Editor’s Note: We recently launched a graphic illustrating our Cyber Risk Mitigation Services. This week, our attorneys will be writing about specific examples of those services.
BakerHostetler lawyers have helped hundreds of businesses and other organizations respond to security incidents each year, many of which lead to regulatory investigations, class action lawsuits, or both. We see hundreds of examples of what went wrong and how regulators and plaintiffs’ attorneys react. Increasingly, as clients recognize the likelihood that they will face an incident, they seek to leverage our security incident response experience to help develop a strategic and focused approach for managing their risks and vulnerabilities. Our risk assessment team, which includes lawyers with Certified Information System Security Professional (CISSP) credentials, works to develop efficient and cost-effective plans to help organizations improve their chances of avoiding data breaches and be better prepared to more quickly detect and contain them if they do occur. We have developed solutions that range from immediate assessments and remediation to phased approaches that incrementally improve a company’s risk profile in a budget-conscious way.
How Should Risk Assessments Be Conducted?
Employing industry standards to determine how data security measures can be strengthened, such as ISO 27001-27002 and NIST SP 800-53, is critical. We then use our insight into how regulators will evaluate a company after a breach occurs and what other organizations are doing to protect their data to help prioritize remediation efforts. As part of this process, we interview key managers and review written information security policies and procedures to ensure they address critical issues that are important to regulators. We team with technical consultants to scan organizations’ computer networks to identify vulnerabilities, such as unpatched software and software configuration errors, which can provide access points for attackers.
Every risk assessment should consider these issues:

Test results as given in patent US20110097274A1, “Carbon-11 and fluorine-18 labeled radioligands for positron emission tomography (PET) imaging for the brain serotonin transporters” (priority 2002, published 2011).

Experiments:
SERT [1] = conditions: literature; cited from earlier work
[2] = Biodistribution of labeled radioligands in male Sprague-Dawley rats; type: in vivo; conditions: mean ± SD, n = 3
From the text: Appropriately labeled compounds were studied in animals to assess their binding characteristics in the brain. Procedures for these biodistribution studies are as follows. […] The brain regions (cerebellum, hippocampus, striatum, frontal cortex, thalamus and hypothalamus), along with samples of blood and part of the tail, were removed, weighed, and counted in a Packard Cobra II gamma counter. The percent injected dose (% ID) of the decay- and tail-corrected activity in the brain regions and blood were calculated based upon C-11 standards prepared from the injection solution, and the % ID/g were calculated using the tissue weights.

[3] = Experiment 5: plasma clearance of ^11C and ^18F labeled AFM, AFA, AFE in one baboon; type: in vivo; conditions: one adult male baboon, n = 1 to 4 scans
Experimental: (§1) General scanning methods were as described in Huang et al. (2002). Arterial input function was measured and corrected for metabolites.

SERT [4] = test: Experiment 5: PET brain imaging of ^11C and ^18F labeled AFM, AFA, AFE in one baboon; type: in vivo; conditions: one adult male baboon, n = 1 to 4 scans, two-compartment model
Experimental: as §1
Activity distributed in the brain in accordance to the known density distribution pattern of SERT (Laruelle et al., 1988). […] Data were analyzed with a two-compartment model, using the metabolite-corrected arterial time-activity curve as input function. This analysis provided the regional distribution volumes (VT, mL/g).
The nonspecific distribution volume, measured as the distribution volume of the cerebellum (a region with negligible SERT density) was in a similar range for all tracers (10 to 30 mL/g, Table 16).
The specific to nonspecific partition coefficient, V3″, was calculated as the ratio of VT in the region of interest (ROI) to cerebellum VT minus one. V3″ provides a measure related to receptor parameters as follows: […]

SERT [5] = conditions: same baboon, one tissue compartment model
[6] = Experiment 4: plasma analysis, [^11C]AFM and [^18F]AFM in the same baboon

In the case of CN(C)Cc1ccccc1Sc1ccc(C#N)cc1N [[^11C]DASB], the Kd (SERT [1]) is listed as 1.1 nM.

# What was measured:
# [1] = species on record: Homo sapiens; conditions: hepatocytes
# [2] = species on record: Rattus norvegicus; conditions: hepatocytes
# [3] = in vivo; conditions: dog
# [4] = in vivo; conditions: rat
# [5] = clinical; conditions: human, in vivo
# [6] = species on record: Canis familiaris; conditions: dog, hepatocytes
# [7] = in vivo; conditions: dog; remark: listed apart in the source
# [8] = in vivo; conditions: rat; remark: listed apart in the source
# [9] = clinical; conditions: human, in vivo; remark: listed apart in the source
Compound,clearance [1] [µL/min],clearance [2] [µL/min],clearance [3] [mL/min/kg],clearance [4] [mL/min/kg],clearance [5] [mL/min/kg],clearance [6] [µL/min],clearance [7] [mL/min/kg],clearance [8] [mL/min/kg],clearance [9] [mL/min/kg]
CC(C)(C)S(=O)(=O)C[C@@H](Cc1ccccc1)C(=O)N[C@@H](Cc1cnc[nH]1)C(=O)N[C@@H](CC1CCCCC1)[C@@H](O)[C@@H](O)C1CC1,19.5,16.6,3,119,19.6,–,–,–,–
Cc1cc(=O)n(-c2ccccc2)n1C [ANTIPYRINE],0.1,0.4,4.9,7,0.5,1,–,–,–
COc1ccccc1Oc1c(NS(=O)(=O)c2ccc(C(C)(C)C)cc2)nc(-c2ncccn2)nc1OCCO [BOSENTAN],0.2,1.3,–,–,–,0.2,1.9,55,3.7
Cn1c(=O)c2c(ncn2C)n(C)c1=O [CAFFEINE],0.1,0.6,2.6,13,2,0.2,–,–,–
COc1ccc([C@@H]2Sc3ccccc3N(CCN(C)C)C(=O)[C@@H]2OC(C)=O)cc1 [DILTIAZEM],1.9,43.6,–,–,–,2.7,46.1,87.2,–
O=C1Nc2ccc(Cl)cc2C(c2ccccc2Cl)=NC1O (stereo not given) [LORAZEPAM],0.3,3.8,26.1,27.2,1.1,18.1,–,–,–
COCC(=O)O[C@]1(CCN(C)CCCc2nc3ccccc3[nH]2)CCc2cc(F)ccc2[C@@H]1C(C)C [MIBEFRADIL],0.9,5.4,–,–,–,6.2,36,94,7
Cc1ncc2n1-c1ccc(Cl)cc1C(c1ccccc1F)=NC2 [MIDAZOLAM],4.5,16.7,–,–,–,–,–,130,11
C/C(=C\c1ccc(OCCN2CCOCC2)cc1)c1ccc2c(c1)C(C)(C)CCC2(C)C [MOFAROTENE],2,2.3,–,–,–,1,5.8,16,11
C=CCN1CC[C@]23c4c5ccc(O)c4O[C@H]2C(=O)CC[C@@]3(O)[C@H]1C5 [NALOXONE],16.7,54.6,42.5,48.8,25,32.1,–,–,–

- Workstation, laptop, and mobile device security;
- Network security;
- Security personnel responsibilities and authority;
- Access control measures;
- Outside service providers’ security measures and commitments;
- Secure system planning, acquisition, development, and maintenance;
- Data security incident management; and
- Security awareness training.
What Deliverables Should Companies Seek?
The deliverables ultimately depend on the purpose of the risk assessment. Is the purpose of the assessment to comply with a law or regulation? Does it involve conducting a risk assessment to identify vulnerabilities that can be identified and then corrected to obtain a “clean bill of health?” We prepare executive briefings that summarize our findings and recommendations, which are followed by more detailed reports that include the observations that provide the bases for our conclusions. A benefit of using a law firm is that our recommendations are subject to attorney-client privilege. We provide in-depth vulnerability scan reports that list network and endpoint vulnerabilities and prioritize those vulnerabilities according to the severity of the risks they present. We identify immediate steps organizations can take to eliminate easy-to-fix security flaws. We provide prioritized recommendations for additional changes that should be made and help put in place a risk mitigation plan that is just as critical as the risk assessment. We estimate both the initial and ongoing costs of the changes we recommend.
We identify security measures that regulators identify as fundamental and that will result in an investigation, if a security incident occurs due to an organization failure to implement those measures. We encourage organizations to appropriately prioritize security tools and practices the Federal Trade Commission (FTC) has identified through more than 50 enforcement actions as required elements of a reasonable security program, such as: user authentication, access control measures, encryption, intrusion detection monitoring, software updating and patching, security education and awareness training, secure data retention and disposal, management of third-party service providers, and incident response preparedness.
We recognize that deploying measures to meet FTC “hot button” issues and implementing other basic security measures are necessary but insufficient. We also understand that “best practices” standards, including SANS Top 20, NIST SP 800-53, and ISO 27001-27002, are expensive to satisfy completely. Flexibility in approach, therefore, is key. For organizations that strive to implement best-available security practices, we may recommend that they continue to use standard security measures but that they also implement network security monitoring to defeat any attackers who gain access to their networks.
How Organizations Benefit
Chief Information Officers and security managers can use our findings and recommendations to better protect sensitive information. If the measures we recommend are implemented, they should reduce the risk that organizations will experience a data breach and the regulatory, litigation, financial, and reputational harms such breaches cause. Our suggestions regarding incident response procedures help organizations respond more quickly and effectively when data breaches occur. Our prioritized recommendations and cost estimates help organizations plan longer-term steps to continue to improve information security and to show that the company took a thoughtful approach to managing its risks.